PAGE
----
So if your motivation is, "Making a difference in (some social issue) with my writing," you might be frustrated if you keep trying to write trendy thrillers. And if your motivation is "making Grandma Chastity proud of me," you might rethink your career path in erotic romance (then again, you never know… Granny might have a hot fantasy life!).
The best motivation for writing was given to me by Monica Pradhan, who realized that she was likely the only published romance novelist in her age group who was an American woman born of parents born in India. She said that even after a dozen published novels, she realized there was one novel only she could write because of her unique background and set of talents. And so she wrote a novel about modern American women who consider that old-fashioned solution to romantic conflict, the arranged marriage.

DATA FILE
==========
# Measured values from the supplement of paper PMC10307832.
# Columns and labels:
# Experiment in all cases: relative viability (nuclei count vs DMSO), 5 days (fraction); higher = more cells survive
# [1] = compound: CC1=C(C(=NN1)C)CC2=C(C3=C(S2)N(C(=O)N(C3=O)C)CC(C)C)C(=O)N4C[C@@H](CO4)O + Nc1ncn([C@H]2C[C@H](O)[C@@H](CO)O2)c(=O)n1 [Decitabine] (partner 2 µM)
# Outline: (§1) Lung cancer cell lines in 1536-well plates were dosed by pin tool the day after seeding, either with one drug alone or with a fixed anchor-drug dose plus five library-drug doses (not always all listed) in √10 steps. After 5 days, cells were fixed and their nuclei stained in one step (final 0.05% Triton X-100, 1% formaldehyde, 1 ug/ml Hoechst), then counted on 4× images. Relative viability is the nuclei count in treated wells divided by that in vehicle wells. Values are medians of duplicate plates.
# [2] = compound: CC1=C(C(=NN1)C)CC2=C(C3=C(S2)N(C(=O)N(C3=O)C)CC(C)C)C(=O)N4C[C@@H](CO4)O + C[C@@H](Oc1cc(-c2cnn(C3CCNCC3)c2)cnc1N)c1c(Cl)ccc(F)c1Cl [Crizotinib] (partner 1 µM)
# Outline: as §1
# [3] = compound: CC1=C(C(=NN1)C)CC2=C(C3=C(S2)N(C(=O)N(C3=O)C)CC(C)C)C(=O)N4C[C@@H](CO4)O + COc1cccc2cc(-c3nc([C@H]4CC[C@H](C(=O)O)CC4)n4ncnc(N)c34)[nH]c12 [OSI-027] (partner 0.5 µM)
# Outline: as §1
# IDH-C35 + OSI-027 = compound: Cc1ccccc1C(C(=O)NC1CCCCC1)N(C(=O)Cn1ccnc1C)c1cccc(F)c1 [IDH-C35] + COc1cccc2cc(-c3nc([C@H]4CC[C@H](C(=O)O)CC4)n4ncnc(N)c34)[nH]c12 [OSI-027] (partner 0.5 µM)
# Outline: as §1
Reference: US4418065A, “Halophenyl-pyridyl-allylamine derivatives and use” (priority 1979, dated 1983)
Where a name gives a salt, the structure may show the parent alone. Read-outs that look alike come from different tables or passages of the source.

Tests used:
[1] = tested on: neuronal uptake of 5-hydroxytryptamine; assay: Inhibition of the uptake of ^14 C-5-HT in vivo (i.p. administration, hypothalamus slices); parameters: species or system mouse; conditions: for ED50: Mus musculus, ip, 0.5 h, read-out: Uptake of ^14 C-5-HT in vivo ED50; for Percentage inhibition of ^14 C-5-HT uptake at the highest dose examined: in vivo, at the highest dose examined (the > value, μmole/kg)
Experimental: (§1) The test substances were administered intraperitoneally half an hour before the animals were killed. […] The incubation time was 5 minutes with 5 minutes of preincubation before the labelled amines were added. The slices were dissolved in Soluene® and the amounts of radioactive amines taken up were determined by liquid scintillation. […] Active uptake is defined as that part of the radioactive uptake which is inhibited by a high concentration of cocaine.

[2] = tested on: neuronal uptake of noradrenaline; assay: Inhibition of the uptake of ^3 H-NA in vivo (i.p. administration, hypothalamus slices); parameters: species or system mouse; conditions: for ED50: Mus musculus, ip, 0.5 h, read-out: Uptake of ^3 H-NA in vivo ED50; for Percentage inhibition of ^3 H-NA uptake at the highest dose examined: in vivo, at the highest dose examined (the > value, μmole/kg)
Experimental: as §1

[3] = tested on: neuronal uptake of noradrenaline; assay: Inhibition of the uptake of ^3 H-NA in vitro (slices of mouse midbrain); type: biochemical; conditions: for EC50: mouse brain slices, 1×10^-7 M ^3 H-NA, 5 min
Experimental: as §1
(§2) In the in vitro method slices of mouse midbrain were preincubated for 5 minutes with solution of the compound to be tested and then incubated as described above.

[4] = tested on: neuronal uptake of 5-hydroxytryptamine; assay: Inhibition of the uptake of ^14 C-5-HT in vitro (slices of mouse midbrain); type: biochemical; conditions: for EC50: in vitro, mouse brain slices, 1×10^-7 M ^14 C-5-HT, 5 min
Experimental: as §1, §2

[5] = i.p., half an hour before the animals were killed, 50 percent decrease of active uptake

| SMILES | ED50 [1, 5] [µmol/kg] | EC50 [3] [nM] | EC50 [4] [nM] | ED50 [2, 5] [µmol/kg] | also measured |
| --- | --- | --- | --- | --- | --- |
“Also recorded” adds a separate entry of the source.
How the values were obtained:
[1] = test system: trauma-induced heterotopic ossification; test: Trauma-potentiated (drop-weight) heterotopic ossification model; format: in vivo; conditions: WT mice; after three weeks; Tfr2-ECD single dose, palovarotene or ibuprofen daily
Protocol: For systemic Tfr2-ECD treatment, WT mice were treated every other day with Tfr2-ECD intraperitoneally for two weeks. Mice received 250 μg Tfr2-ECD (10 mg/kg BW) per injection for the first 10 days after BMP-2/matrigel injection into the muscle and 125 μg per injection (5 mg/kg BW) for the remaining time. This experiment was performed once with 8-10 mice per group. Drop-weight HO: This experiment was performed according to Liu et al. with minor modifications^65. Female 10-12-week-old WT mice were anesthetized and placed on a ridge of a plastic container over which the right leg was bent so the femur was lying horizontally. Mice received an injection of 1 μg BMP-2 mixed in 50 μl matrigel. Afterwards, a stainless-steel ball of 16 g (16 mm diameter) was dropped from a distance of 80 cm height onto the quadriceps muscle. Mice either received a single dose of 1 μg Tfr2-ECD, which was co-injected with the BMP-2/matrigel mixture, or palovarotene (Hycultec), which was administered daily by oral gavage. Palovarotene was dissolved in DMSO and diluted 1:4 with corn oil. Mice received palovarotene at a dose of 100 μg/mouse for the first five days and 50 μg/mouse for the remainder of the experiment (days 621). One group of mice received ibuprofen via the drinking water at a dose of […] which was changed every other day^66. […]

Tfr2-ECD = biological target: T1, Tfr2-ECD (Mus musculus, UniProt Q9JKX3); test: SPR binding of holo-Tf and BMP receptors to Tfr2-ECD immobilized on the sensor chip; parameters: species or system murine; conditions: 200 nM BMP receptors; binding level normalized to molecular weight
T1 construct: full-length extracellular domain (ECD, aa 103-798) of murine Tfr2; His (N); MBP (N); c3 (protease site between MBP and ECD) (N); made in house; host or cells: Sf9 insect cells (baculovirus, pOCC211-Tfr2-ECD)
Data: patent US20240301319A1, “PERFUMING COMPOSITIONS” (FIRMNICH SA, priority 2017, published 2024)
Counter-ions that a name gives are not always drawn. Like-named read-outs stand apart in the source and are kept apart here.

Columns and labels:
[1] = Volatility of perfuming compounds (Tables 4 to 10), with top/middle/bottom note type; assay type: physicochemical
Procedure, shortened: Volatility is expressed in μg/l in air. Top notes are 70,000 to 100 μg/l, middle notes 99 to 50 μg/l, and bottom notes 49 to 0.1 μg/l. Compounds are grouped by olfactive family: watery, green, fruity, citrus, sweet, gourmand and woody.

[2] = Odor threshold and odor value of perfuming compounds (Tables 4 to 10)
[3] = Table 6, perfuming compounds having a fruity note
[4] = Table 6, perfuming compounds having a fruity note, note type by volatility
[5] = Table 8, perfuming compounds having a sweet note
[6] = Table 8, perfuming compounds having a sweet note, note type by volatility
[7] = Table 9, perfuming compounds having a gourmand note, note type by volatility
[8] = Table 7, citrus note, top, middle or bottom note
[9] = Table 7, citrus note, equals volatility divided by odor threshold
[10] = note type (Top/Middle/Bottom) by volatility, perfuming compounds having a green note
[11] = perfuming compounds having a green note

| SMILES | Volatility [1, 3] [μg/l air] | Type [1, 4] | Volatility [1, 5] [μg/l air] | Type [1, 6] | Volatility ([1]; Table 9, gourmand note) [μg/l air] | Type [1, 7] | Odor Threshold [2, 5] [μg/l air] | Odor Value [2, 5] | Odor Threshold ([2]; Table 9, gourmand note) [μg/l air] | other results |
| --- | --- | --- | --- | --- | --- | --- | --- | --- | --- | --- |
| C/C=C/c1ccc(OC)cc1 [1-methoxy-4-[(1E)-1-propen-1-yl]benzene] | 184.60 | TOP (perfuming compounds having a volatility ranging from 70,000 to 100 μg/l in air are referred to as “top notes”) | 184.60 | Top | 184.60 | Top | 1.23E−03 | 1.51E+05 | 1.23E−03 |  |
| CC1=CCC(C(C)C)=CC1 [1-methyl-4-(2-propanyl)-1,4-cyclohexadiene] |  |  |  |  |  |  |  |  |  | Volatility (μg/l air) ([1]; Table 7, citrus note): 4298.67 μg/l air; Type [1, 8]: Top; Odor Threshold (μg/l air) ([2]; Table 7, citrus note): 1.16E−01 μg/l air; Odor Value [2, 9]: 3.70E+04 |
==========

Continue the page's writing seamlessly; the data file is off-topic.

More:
Ever since, I've thought of that—what's the book only I could write? That's actually become something of a dream for me. (The POV book, don't laugh, was my first attempt at realizing that dream. What, you thought I wrote it for the fame and fortune? You think Jude Law might star in the screen adaptation?)
I'm not saying that writers shouldn't get paid and well, or that we should all give up dreams of financial security through our books. But I do wonder if in aiming for that we might not be making it harder to achieve something else. What do you all think?
If you knew fame and fortune weren't forthcoming, would you still write? (Pace Dr. Johnson, who said, "No man but a blockhead ever wrote, except for money.")
What would you say is your reason for writing ("except for money")?